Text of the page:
Nature's Larder: Christmas ideas

The team for The Gog give the low-down on seasonal produce to seek out this month 

It’s a common misconception that the turkey has always been the star of the British Christmas dinner – in fact, it’s only been gracing our tables since the 16th century. The first turkeys are believed to have been imported from the American colonies in the 1500s by English landowner William Strickland, who bought the birds, native to Mexico, and sold their offspring in Bristol for tuppence apiece. He went on to make a fortune, allowing him to buy a mansion in Yorkshire and incorporate a turkey in the family coat of arms. Authentic British turkey breeds like the Norfolk Bronze are still related to these first six imported wild birds.

Historically, the goose had the starring role, but its popularity took a severe decline as the bird of choice largely thanks to Charles Dickens’ A Christmas Carol, because Scrooge sent Bob Cratchit a turkey to replace his goose, making it a more luxurious choice. Part of the reason the turkey became desirable was due to its larger size – it came to be associated with feasts, celebrations and family gatherings. Henry VIII was reported to be the first King to feast on a turkey.

Whilst now a lesser sung hero, you can maximise the amount of meat and retain moisture in a goose by creating a ballotine – a piece of roasted meat which has first been boned, stuffed and folded or rolled into a cylindrical shape for cooking.

‘Whatever your meat of choice, there is a wealth of tasty accompaniments

A roast goose and stuffing recipe makes the most of the flavour and texture of the bird. This requires first boning it, cooking it in a water bath and then roasting it. With this method, the meat remains juicy and moist. Boning a goose is easy when you know how, but it is time-consuming so make it easy on yourself and ask your butcher to do the job for you. 

Whatever your meat of choice, there is a wealth of tasty accompaniments that are mostly interchangeable and all part of the traditional menu for a British Christmas. 

In a recent YouGov survey to establish the most important ingredient in Christmas dinner, 85% said the roast potato was top of the list – don’t forget to use the goose fat to make the tastiest roasties – with stuffing and gravy ranking closely behind.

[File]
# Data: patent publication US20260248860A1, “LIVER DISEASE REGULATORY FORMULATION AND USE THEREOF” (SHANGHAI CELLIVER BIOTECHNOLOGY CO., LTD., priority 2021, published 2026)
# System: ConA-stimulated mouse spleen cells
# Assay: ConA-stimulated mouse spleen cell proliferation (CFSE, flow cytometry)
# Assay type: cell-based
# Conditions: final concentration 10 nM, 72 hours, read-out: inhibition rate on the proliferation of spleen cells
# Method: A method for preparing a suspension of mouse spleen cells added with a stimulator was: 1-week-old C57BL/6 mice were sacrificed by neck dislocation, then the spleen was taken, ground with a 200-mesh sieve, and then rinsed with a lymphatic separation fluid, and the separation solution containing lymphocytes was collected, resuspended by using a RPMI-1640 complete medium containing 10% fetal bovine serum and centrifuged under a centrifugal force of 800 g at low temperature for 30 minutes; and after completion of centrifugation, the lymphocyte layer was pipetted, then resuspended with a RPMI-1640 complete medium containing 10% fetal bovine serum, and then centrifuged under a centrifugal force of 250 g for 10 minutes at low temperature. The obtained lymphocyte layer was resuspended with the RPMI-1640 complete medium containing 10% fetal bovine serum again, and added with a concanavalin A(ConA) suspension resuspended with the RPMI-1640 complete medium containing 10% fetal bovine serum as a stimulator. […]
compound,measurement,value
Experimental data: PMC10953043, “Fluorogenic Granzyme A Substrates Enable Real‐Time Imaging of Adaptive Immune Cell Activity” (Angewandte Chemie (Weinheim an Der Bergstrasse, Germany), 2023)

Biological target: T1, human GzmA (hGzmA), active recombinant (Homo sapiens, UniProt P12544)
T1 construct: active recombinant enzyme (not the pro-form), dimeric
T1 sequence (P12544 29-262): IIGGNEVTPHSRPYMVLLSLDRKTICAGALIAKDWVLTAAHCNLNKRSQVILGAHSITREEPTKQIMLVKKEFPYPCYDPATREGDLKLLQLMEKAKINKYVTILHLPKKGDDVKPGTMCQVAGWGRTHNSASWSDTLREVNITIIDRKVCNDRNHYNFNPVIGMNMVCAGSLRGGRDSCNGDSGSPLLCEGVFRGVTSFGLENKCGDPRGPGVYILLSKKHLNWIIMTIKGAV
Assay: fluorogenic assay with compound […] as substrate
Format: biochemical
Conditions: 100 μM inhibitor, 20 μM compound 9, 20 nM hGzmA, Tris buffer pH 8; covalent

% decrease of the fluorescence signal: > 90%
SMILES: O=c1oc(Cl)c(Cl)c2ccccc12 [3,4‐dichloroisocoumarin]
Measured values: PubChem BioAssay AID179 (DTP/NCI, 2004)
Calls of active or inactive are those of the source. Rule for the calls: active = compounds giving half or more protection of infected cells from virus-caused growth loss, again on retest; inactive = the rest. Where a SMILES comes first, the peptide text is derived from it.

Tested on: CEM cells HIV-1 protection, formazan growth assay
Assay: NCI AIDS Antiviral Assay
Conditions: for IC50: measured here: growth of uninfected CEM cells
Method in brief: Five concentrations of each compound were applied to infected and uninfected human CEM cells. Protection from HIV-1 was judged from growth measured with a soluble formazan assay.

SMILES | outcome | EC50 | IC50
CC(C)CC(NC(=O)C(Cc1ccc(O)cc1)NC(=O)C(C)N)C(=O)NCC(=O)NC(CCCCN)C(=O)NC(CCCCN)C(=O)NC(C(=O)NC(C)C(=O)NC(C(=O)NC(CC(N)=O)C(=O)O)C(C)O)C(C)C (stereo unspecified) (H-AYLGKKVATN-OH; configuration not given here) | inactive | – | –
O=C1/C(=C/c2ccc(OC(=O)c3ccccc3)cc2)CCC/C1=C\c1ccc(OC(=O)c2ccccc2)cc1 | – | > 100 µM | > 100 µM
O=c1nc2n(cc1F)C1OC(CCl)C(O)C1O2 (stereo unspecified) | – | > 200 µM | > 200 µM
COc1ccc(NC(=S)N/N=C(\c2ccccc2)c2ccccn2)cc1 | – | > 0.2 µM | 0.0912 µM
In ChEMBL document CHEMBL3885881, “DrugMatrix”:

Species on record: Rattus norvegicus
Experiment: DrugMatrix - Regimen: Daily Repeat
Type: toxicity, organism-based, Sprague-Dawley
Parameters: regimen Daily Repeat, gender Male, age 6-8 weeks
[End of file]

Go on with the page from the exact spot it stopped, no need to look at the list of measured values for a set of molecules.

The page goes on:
Despite the stereotypical disdain of the brussel sprout, 62% of people would have them as part of their ideal Christmas dinner, making them slightly more popular than pigs in blankets!

If brussels aren’t for you, try kale as an excellent alternative. It’s a wonderfully British vegetable, in season now and has a naturally sweet taste, as opposed to the slightly bitter flavour of sprouts. Simply boil the kale in water, adding a good helping of salt, remove from the boiling water after five minutes and place immediately in iced water, which will help to retain the crunch. Toss in butter, salt and pepper and perhaps add a touch of nutmeg for an extra Christmassy flavour.

A final top Chrimbo tip: you can cook your turkey, wrap it in old towels and store it in a cool box, where it will stay warm for eight hours, freeing up your time and oven to focus on the veg and all the trimmings. Winner, winner turkey dinner! l 

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In the spirit of making things simple, our favourite tip is to capitalise on the pre-prep that goes into the main event and create a tasty leftover pie. 



When you’re clearing up, simply pop all your leftovers, meat, veg and roasties into a roasting tray or nice dish and leave to cool. 

Store in the fridge overnight. 

When you’re ready for Boxing Day lunch, make up a fresh batch of extra thick gravy and whizz through the relevant condiments – horseradish for beef, apple sauce for goose, cranberry for turkey.

Give it a good stir and pop on a pastry lid of your choice; shortcrust or puff will both work well. 

Pop it in the oven for 30 minutes until piping hot.

Serve it with seasonal veg on Boxing Day or cool and freeze until New Year’s Day.